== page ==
, writes that Congress has not authorized the issue of such papers against the Confederate States, and that if it had done so it would have been an admission of what the Confederates assume — namely, that they are an independent nationality.
But the Secretary also thinks that, under the second clause of the Act of August 5, 1861, letters permissive, under proper restrictions and guards against abuse, might be granted. --(Doc. 63.)
The Rev. Mr. Robinson, a Missionary teacher in the Cherokee nation, arrived at St. Louis, Mo., and reported that the Chief of that Nation finally succumbed to the secession pressure, and on August 21st called the Council together at Telequah and sent in a message recommending the severance of their connection with the United States and an alliance with the Southern Confederacy.
The Council approved of the recommendation, and appointed Commissioners to make a treaty of alliance with the Southern Government.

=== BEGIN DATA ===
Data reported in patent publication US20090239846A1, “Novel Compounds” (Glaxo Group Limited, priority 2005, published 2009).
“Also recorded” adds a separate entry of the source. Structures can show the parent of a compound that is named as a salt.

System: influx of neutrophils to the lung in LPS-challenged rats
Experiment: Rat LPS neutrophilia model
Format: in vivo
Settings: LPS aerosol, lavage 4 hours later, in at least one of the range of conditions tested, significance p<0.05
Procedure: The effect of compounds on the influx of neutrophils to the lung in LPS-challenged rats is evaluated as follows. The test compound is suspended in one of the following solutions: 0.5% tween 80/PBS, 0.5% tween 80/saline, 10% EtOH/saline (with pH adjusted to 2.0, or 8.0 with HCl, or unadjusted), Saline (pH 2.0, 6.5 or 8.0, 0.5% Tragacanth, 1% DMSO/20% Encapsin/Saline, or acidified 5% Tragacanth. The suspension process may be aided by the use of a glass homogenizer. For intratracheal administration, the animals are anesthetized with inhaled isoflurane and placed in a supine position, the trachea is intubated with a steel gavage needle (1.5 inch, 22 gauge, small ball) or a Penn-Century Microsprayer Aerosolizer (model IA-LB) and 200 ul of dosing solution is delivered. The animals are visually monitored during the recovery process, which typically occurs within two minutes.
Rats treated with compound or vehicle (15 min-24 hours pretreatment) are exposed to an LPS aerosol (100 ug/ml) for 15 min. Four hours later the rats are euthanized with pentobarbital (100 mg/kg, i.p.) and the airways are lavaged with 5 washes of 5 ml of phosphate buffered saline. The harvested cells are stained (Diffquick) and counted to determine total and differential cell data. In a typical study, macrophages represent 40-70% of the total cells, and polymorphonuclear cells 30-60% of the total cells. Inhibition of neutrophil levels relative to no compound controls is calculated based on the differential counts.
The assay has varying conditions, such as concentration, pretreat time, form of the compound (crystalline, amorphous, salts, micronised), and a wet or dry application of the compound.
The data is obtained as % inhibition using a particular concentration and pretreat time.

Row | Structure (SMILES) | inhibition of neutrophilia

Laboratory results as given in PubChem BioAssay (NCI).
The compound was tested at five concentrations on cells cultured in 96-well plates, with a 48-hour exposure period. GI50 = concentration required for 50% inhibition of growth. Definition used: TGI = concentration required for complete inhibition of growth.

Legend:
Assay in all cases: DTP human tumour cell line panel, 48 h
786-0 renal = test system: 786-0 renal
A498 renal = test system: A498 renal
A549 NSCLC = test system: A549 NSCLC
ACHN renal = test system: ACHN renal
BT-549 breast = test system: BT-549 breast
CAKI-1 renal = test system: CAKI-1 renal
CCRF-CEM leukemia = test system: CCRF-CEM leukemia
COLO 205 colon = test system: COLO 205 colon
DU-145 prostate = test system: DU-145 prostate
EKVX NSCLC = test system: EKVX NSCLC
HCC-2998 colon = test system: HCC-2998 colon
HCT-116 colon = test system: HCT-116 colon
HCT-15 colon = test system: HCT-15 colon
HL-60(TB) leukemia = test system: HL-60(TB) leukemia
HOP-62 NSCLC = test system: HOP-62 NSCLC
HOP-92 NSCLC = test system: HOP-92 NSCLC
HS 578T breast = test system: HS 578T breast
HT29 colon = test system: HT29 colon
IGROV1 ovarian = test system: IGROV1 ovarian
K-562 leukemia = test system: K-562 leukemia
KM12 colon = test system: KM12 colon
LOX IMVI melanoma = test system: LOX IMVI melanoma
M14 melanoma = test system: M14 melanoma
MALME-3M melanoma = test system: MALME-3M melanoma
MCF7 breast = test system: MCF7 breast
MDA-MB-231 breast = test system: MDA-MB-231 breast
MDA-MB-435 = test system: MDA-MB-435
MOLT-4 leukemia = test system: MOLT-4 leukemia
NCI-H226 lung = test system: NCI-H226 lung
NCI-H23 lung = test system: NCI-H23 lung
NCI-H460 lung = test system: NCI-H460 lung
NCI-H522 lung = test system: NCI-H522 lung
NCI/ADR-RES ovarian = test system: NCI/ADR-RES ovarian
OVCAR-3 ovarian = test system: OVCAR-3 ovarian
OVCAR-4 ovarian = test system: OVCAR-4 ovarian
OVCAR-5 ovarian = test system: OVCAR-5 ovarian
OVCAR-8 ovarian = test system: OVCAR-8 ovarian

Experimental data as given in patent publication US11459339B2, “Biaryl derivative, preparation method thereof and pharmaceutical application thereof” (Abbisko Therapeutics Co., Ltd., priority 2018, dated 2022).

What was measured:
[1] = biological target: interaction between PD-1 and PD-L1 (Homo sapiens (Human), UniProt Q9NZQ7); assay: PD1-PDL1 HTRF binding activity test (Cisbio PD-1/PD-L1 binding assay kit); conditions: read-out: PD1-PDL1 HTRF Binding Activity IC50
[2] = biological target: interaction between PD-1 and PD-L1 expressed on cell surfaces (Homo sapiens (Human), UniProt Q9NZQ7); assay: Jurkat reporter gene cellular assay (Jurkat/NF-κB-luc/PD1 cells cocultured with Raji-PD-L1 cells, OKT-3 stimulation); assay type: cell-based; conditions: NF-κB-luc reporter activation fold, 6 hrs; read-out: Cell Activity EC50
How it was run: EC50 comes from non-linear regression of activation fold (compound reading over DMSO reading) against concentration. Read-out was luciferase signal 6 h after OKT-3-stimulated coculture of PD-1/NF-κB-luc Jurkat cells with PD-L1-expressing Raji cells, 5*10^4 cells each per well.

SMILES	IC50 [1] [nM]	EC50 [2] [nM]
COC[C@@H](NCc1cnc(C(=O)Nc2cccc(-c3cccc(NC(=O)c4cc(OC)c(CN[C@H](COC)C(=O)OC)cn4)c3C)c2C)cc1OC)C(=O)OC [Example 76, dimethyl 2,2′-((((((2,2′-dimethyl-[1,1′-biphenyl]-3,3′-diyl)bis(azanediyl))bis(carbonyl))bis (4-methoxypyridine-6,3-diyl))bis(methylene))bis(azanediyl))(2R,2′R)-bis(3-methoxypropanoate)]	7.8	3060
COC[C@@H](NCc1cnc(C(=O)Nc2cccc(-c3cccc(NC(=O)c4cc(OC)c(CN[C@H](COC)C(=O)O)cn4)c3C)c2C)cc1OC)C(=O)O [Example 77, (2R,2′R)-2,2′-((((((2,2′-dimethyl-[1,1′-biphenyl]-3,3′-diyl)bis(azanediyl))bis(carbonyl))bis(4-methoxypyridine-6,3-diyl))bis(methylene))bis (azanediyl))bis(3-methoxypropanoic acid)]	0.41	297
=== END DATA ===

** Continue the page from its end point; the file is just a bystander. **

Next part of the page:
The Confederate Commissioner had assumed the
of several prominent rebels.
One hundred and twenty-five prisoners were captured, all of whom, except the leaders and twenty-five intractable ones, were released on taking the oath of allegiance.
A number of horses were captured, together with one hundred and twenty-two head of cattle, three hundred and twenty — seven bushels of wheat, and four thousand five hundred pounds of bacon.
All rebel gangs not captured were driven by Col. Wright down to Standwaith, a point on the line of the Indian territory, twenty-five miles below Neosho.--Missouri Democrat, April 12.
Throughout the loyal States, large sums of money were raised for the relief of the wounded at the battle of Pittsburgh Landing, and tenders of surgical aid were made from various portions of the States.--National Intelligencer, April 11.
A skirmish occurred at Whitemarsh Island, near Savannah, Ga., between some companies of the Thirteenth Georgia regiment and a Michigan regiment, resulting in the repulse of the lat